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The novel small molecule drug Rabeximod is effective in reducing disease severity of mouse models of autoimmune disorders
  1. M Hultqvist1,2,3,
  2. K S Nandakumar1,2,3,
  3. U Björklund,
  4. R Holmdahl1,2,3
  1. 1
    Section for Medical Inflammation Research, I11 BMC, Lund University, Lund, Sweden
  2. 2
    Section for Medical Inflammation Research, MBB, Karoliska Institutet, Stockholm, Sweden
  3. 3
    OxyPharma AB, Stockholm, Sweden
  1. R Holmdahl, Medical Inflammation Research, I11 BMC, Lund University, S-221 84 Lund, Sweden; rikard.holmdahl{at}med.lu.se

Abstract

Objectives: Autoimmune diseases such as rheumatoid arthritis (RA) and multiple sclerosis (MS) affect a relatively large portion of the population, leading to severe disability if left untreated. Even though pharmaceutics targeting the immune system have revolutionised the therapy of these diseases, there is still a need for novel, more effective therapeutic substances. One such substance is the new chemical entity 9-chloro-2,3 dimethyl-6-(N,N-dimthylamino-2-oxoethyl)-6H-indolo [2,3-b] quionoxaline, Rabeximod, currently being investigated for efficiency in treatment of human RA. In this study we aimed to evaluate Rabeximod as a treatment for autoimmune diseases, using animal models.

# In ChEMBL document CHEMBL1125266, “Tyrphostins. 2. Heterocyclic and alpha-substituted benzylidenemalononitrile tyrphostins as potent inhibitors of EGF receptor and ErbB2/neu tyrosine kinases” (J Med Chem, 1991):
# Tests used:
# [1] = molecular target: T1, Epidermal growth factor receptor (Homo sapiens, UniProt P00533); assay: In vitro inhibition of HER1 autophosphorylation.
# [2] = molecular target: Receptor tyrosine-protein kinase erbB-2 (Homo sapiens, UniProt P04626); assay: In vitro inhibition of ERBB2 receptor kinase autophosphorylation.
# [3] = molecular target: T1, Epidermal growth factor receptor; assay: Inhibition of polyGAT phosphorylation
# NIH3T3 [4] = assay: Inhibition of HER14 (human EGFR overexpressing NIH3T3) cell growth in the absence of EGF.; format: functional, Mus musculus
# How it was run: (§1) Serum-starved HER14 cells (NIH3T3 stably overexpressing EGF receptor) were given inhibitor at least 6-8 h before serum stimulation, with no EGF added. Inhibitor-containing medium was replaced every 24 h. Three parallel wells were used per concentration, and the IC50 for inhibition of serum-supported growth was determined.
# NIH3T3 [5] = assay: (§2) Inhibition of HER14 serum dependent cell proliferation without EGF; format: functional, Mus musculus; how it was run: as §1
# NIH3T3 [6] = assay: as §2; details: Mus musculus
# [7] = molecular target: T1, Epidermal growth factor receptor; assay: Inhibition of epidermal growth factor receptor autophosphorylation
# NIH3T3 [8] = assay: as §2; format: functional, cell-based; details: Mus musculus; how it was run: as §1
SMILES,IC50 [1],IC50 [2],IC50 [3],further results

Methods: In the present investigation we have evaluated Rabeximod as a treatment for autoimmune diseases using mouse models of RA and MS, ie, collagen-induced arthritis, collagen antibody induced arthritis and experimental autoimmune encephalomyelitis.

Results: Rabeximod efficiently prevented arthritis and encephalomyelitis in mice. In addition, this effect correlated to the timepoint when cells migrate into the joints.

Conclusions: We conclude that Rabeximod reduces disease severity in animal models of autoimmunity and should be considered as a new therapeutic substance for MS and RA.

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Footnotes

  • Competing interests: UB is employed by OxyPharma AB, one of the spsonsors of this study.

  • Funding: Grants were received from OxyPharma AB, the Strategic Research Foundation and the EU projects AUTOCURE (LSHB-CT-2006-018661) and NEUROPROMISE (LSHM-CT-2005-018637).

  • Ethics approval: All experiments were approved by the local (Malmö, Lund, Sweden) ethical committee or performed following review by the Committee for Ethical Conduct in the Care and Use of Laboratory Animals of the Hebrew University, Jerusalem.

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